Summit on sexual assault kicks off

by Jessica Avitabile | 7/14/14 7:50pm

Dartmouth hosts visitors for its first Summit on Sexual Assault
by Zonia Moore / The Dartmouth

More than 270 representatives from approximately 60 different colleges, the White House, government departments, military and non-profits have convened on campus this week at Dartmouth’s national Summit on Sexual Assault. The summit, which began Sunday, has already featured speeches by Rep. Ann McLane Kuster (D-N.H.) and Department of Justice and Education officials, among other area experts.

In addition to a dense schedule of presenters, attendees will divide into working groups to produce concrete recommendations relevant to specific issues.

Outgoing Dean of the College Charlotte Johnson, who was the first to speak on Sunday, said she hopes the high number of participants and knowledge will foster meaningful conversations and change.

“I think it’s good for Dartmouth and it’s good for our colleagues in higher education because we tend to want to do this work in isolation from on another,” Johnson said in an interview. “I think doing it as a collective is good where we can share expertise and knowledge.”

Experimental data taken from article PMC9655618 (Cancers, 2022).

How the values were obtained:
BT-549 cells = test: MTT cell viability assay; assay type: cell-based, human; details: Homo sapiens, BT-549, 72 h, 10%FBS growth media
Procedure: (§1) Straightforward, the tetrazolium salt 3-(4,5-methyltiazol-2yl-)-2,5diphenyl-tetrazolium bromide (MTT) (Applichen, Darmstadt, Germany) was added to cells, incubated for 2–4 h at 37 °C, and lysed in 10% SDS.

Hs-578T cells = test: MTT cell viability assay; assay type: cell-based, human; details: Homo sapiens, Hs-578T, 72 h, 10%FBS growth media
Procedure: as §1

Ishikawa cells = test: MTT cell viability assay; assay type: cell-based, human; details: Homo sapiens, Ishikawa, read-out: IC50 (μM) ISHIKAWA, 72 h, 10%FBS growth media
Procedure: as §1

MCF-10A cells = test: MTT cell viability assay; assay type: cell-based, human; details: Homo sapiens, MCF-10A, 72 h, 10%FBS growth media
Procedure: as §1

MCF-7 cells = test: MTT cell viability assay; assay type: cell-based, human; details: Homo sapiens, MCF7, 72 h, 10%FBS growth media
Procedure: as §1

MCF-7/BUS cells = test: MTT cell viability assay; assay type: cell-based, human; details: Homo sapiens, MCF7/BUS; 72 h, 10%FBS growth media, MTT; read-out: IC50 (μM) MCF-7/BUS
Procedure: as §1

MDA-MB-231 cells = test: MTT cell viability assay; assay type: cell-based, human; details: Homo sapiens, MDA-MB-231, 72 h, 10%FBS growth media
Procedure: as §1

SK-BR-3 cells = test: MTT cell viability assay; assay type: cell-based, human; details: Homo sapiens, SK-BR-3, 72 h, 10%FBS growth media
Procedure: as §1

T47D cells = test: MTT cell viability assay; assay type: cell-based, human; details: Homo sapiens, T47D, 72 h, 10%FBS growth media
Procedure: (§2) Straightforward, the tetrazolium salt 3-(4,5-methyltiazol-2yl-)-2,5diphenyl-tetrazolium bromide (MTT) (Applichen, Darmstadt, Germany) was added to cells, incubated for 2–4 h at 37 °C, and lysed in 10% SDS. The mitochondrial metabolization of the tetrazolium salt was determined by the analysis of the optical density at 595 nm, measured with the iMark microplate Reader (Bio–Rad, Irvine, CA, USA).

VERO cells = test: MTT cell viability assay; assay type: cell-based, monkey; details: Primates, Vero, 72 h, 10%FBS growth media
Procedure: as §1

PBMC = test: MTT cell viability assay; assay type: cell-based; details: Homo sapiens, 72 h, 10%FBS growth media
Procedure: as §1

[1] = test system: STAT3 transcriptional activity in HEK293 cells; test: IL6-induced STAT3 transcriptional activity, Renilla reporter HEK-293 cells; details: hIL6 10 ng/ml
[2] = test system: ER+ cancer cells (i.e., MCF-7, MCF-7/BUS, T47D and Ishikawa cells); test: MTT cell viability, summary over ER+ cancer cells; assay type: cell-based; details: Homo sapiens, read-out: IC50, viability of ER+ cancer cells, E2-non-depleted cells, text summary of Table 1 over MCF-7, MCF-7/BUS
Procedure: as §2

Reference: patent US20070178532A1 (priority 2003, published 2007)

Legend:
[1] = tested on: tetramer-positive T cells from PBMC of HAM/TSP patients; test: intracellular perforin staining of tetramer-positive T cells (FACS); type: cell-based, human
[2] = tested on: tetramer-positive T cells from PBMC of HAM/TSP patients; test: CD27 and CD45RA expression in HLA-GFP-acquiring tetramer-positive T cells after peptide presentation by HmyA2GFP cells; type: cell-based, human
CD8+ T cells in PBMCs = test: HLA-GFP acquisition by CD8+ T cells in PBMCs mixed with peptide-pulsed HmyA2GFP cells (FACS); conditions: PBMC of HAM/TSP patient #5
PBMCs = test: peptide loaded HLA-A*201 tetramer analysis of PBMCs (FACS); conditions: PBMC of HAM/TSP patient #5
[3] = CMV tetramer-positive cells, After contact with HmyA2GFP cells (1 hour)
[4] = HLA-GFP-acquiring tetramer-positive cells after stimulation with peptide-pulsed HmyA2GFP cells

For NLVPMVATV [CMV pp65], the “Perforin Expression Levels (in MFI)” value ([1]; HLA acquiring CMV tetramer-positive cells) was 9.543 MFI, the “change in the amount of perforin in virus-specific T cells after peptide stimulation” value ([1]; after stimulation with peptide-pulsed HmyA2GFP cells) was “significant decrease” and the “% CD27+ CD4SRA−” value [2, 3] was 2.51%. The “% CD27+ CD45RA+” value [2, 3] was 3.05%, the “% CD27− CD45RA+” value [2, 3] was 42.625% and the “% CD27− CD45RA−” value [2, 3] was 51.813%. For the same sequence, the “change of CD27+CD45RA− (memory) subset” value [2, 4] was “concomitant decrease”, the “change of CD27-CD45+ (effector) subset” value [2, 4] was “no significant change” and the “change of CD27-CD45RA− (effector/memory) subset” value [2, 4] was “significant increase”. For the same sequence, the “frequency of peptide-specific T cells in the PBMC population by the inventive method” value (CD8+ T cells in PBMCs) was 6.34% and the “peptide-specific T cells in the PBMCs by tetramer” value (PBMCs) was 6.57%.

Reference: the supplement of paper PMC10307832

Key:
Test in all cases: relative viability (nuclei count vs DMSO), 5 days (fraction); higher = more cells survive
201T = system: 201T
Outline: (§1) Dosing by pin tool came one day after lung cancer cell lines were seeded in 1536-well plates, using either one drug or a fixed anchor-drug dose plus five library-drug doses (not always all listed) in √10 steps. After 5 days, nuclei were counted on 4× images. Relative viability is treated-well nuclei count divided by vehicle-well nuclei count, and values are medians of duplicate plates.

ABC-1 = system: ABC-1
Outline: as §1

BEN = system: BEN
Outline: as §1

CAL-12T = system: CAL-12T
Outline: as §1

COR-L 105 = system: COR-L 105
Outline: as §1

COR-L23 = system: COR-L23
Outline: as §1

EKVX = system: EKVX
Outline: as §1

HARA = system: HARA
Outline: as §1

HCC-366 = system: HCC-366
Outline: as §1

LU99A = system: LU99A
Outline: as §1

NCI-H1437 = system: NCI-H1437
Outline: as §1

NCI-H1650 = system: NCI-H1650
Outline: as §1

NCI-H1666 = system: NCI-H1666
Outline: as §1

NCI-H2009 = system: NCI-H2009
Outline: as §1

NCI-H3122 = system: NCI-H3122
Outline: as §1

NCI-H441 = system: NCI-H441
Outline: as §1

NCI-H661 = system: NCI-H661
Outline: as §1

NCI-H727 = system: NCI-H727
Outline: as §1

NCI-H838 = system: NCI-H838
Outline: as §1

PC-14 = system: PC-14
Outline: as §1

Dartmouth is one of 55 universities being investigated by the Department of Education for violating Title IX and potentially mishandling sexual assault and harassment cases. Johnson said Dartmouth’s decision to host the Summit displays its commitment to the issue.

Addressing sexual assault as a reality that the presidents of many institutions need to solve, College President Phil Hanlon said Monday morning. He spoke to the irreversibility of the damage caused by sexual assault.

He said Dartmouth’s decision to host the summit is not rooted in the idea his administration has the solution, but instead in that he wants to work towards solving the problem.

“Great colleges and universities are willing to take the most daunting challenges of the world and willing to make change,” he said.

Kuster addressed attendees Sunday following Johnson’s opening and said that while Dartmouth has made “good progress” recently, partially due to Hanlon’s commitment to the issue, sexual assault is a problem that “can and must be solved.”